Gyumri, Sirak (Armenia)

2017-04-17 13:34:09 , Source : The Government Website of Shaanxi Province

Gyumri is the second largest city in Armenia and the capital of the Shirak Province in the northwestern part of the country. By the end of the 19th century, when the city was known as Alexandropol, it was one of the largest cities of Russian-ruled Eastern Armenia with a population similar to that of Yerevan. It was renamed to Leninakan during the Soviet period. The city's population grew above 200,000 prior to the 1988 Spitak earthquake, when it was devastated. As of the 2011 census, the city had a population of 121,976, down from 150,917 reported at the 2001 census.

Population

The population of Gyumri has gradually grown since 1840 after gaining the status of town. A huge decline of the population was due to the disastrous earthquake of 1988. The residents here have a distinct look and style, and a boundless pride in their city. The dialect of Gyumri is a variant of Karin dialect, closely related to Western Armenian.

Culture

Museums and art

Gyumri is home to many prominent museums of Armenia, including the House-Museums of sculptor Sergey Merkurov, poets Avetik Isahakyan and Hovhannes Shiraz, and actor Mher Mkrtchyan. The Aslamazyan Sisters House-Museum, built in the 1880s, is home to more than 700 drawings, paintings and other works of the Soviet-era artists "Aslamazyan sisters". The Dzitoghtsyan Museum of Social Life and National Architecture of Gyumri is an old mansion, housing collections related to both history and the everyday-life of Gyumri, as well as paintings and other works of art.

Throughout centuries, Kumayri-Gyumri was labelled as the "city of crafts and arts", being famous for its schools, theaters and gusans.

In 1865, an amateur theatre group in Gyumri performed H. Karinyan's "Shushanik". In 1912, Gyumri was home to the first opera show ever staged in Armenia, when composer Armen Tigranian presented Anoush to the public in Alexandropol. In 1923, the first Armenian opera theatre was opened in Gyumri (where the first ballet performance in Armenia took place in 1924), while the Vardan Ajemian State Drama Theatre was founded in 1928. Prominent directors Ruben Simonov and Vardan Ajemian, actors Mher Mkrtchyan, Azat Sherents and Varduhi Varderesyan worked in theatre. The theatre's new building was opened in 1972. The artistic director is Nikolay Tsaturyan. Gyumri is known for its 19th-century architecture and urban constructions.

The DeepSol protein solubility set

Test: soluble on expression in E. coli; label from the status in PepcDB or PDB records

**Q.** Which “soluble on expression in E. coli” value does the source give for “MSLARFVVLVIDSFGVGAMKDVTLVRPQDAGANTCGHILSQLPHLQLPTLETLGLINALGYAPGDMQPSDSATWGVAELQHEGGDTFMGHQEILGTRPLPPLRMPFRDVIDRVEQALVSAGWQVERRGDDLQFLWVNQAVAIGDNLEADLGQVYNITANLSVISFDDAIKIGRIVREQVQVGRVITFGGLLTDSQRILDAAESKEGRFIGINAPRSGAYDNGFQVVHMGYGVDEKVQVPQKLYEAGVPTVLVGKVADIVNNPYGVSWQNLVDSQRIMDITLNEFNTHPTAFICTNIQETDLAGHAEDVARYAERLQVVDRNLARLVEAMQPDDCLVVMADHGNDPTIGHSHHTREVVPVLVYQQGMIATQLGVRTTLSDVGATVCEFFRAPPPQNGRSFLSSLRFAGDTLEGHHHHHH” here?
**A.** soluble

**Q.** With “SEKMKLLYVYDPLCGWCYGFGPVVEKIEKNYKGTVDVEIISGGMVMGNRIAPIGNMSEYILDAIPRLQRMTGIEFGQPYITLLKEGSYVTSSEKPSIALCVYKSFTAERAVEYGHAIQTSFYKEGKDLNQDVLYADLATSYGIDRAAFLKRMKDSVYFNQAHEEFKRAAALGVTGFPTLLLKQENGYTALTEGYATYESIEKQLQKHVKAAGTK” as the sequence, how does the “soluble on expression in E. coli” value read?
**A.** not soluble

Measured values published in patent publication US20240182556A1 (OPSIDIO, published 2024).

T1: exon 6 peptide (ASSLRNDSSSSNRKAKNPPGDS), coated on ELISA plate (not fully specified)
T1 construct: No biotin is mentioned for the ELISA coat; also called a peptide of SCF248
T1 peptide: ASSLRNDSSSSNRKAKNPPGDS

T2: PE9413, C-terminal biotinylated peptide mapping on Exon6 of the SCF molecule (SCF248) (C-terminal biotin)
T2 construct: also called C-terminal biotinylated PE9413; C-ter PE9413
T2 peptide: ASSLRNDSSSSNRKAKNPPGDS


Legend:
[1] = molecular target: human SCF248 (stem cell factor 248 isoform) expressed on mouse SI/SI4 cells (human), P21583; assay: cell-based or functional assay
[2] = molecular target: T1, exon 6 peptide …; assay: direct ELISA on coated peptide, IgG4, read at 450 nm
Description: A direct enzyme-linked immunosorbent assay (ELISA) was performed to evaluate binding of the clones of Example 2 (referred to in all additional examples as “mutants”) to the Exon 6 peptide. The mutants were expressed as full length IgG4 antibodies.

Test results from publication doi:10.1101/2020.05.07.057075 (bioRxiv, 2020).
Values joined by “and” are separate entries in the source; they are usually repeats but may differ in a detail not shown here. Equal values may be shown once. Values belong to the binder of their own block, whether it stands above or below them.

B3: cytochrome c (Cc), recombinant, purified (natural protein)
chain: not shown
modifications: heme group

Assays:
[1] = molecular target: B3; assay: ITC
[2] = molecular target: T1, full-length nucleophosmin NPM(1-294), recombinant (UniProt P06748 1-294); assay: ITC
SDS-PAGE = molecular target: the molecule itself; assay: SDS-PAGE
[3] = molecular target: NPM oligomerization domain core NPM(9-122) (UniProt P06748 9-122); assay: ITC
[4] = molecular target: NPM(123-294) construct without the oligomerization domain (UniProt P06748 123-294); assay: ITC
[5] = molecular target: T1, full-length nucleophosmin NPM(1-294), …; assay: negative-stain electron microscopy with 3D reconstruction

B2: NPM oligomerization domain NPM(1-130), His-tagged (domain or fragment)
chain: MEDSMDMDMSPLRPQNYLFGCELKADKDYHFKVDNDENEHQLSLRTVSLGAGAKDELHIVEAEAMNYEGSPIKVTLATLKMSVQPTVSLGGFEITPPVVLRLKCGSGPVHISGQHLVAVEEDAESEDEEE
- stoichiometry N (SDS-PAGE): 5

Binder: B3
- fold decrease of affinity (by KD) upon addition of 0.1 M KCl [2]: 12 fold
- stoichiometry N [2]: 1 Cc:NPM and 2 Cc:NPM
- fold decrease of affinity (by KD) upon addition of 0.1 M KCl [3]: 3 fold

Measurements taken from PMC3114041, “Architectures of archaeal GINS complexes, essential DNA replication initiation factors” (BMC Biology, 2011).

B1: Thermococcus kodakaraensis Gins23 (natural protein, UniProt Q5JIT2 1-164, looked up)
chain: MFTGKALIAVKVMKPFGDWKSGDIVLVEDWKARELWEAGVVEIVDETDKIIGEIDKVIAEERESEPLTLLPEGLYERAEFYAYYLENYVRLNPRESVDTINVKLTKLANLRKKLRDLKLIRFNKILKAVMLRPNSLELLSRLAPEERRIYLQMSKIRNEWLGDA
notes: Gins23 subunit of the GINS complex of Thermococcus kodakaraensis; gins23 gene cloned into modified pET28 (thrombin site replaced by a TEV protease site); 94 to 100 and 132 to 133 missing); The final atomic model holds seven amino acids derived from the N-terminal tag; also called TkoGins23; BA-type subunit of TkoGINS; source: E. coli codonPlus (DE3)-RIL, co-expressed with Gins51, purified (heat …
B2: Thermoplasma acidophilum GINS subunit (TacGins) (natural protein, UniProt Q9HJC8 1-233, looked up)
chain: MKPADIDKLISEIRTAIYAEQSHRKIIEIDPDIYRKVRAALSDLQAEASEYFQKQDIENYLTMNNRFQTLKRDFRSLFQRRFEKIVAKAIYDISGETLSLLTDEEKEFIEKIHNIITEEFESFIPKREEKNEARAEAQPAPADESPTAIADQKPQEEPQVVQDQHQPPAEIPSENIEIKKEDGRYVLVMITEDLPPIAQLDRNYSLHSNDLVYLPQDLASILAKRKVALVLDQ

The first printing house of Gyumri was founded in 1876 by G. Sanoyan and operated until 1918. It published literary works (including Avetik Isahakyan's first book), calendars, and textbooks. Another printing house, Ayg (founded 1892), published historical books and the first periodical of Gyumri, Akhuryan.

Gyumri is home to the Gyumri Biennial, organized by the artist Azat Sargsyan and the Gyumri Centre of Contemporary Art (GCCA). Gyumri was officially declared Commonwealth of Independent States cultural capital in 2013.

Local customs

The residents are Gyumri are widely known as conservative people. Traditions and local customs are widely preserved by the local citizens. It is very common among Armenians to refer to the dignity of Gyumri.

Gyumri is considered to be the "laughter and humor capital" of Armenia. The jokes and anecdotes of famous local humorists like Jgher Khachik and Poloz Mukuch are widely known by the local citizens. Many works have been published to narrate about the legacy and heritage of the humor in Gyumri.

Economy

During the pre-Soviet era, Alexandropol was considered the third-largest trade and cultural centre in Transcaucasia after Tiflis and Baku (Yerevan would not rise to prominence until being proclaimed as the capital of independent Armenia in 1918 and Armenian SSR in 1920). At the end of the 19th century, the population of Alexandropol has grown up to 32,100 inhabitants, with a majority of Armenians.

The economy of Gyumri is mainly based on industry and construction. However, tourism and banking services are also among the developed sectors in the city.

The industrial sector in the provincial centre Gyumri includes the production of building materials (tufa and basalt), hosiery and textile manufacturing, food processing and dairy products, alcoholic drinks, electronic machines, etc. The largest industrial plant in Gyumri is the Gyumri-Beer Brewery opened in 1972. The factory produces a variety of lager beer under the brands Gyumri, Ararat and Aleksandrapol. The city is also home to the "Factory of Bending Machinses" opened in 1912, the "Arshaluys" hosiery manufacturing enterprise established in 1926, the "Karhat" machine tools plant opened in 1959, the "Chap Chemical LLC" since 1999, the "Armtex Group" clothing factory since 2000, and the "Lentex" hosiery manufacturing plant is operating since 2001. Other industrial firms of the city include the "Aleqpol" factory for dairy products, the "Anusharan" confectionery plant, and the "Gold Plast" plant for building materials.

The nearby village of Akhuryan is home to the "Lusastgh-Sugar" factory (opened in 2010), the largest sugar producers in the Southern Caucasus region.

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